A lot of the eBooks available from the University Library can be downloaded as PDF files to your personal device. This eBooks guide will help you work with the eBooks that aren't so straightforward. If you have questions we haven't answered here, you can always Ask Us.
Most eBooks will let you:
Search by chapter, or browse through the table of contents (TOC)
Search the book by keyword, highlighting where your terms appear
Read sections of the eBook online
Download a limited number of pages as a PDF, as determined by the publisher and by copyright
Print a limited number of pages, as determined by the publisher
Highlight text and creating notes on the e-pages (will require you to make an account with the publisher in most cases)
Download the whole book for a certain length of time based on limits set by the publisher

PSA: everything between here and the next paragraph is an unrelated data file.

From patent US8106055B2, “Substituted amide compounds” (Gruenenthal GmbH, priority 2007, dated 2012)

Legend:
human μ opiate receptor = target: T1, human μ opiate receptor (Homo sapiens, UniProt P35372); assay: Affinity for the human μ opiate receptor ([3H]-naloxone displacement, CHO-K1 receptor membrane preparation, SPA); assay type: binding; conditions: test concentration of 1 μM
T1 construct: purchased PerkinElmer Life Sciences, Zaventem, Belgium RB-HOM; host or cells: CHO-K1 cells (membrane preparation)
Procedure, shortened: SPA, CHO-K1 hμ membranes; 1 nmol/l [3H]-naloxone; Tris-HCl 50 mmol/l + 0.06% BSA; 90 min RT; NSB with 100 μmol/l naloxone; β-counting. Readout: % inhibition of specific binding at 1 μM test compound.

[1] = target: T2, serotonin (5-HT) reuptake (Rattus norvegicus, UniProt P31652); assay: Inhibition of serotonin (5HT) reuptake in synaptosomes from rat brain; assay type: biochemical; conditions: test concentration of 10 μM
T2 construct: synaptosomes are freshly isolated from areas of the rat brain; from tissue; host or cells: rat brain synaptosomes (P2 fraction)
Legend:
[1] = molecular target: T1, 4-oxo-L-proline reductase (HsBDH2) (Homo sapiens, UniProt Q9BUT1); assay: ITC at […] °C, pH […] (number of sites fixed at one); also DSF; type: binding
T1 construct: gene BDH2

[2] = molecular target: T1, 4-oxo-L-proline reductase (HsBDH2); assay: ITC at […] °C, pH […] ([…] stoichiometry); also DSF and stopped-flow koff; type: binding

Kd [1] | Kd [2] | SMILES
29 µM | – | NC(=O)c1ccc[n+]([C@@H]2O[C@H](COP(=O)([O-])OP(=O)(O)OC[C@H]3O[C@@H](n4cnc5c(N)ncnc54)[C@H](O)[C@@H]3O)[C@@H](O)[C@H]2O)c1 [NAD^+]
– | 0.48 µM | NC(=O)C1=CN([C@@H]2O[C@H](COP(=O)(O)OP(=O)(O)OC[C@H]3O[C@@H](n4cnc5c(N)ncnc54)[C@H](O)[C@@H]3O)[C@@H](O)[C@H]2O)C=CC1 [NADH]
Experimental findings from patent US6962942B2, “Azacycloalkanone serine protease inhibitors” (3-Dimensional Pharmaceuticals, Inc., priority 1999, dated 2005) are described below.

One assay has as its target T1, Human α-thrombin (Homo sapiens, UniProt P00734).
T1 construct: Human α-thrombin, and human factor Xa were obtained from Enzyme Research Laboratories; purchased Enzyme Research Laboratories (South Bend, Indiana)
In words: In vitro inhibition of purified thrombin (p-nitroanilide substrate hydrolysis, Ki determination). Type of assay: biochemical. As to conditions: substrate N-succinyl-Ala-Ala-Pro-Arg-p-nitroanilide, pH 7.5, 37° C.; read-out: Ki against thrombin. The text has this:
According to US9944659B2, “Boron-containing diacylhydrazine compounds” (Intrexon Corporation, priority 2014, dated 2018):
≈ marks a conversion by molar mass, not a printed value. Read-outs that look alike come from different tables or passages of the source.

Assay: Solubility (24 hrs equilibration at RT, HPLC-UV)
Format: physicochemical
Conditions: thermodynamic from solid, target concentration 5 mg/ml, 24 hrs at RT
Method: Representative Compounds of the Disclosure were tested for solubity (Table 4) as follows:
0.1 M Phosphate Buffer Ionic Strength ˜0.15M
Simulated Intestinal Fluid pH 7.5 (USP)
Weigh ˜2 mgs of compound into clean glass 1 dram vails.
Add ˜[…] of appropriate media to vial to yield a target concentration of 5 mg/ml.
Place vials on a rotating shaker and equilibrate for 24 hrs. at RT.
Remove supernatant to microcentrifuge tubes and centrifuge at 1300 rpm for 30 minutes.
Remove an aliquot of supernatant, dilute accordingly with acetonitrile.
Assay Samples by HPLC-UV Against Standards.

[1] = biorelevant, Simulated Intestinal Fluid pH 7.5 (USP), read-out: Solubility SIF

Do I have to be connected to the Internet to read e-books?
Not if you have already downloaded the book. You will need the Internet to download the book to your personal device.
How long can I read an eBook I've downloaded?
Each publisher sets custom borrowing periods. When you download the eBook, the number of days you have the book "checked out" will be displayed.
Can I renew an eBook?
Not really. Once the borrowing period expires, if you want to keep the book longer, you will have to go to the platform and check it out again if it's available.
Can I put a hold on an eBook?
Not at this time. The loan periods for eBooks are shorter, and non-renewable.
Adobe Digital Editions
For eBooks from the Library that require Adobe Digital Editions, you will need to download the free software to your own desktop or laptop computer before you can read them. You will need to set up an Adobe ID and download Adobe Digital Editions. For each Adobe ID, you are limited to six devices that you can register to read your downloaded eBooks.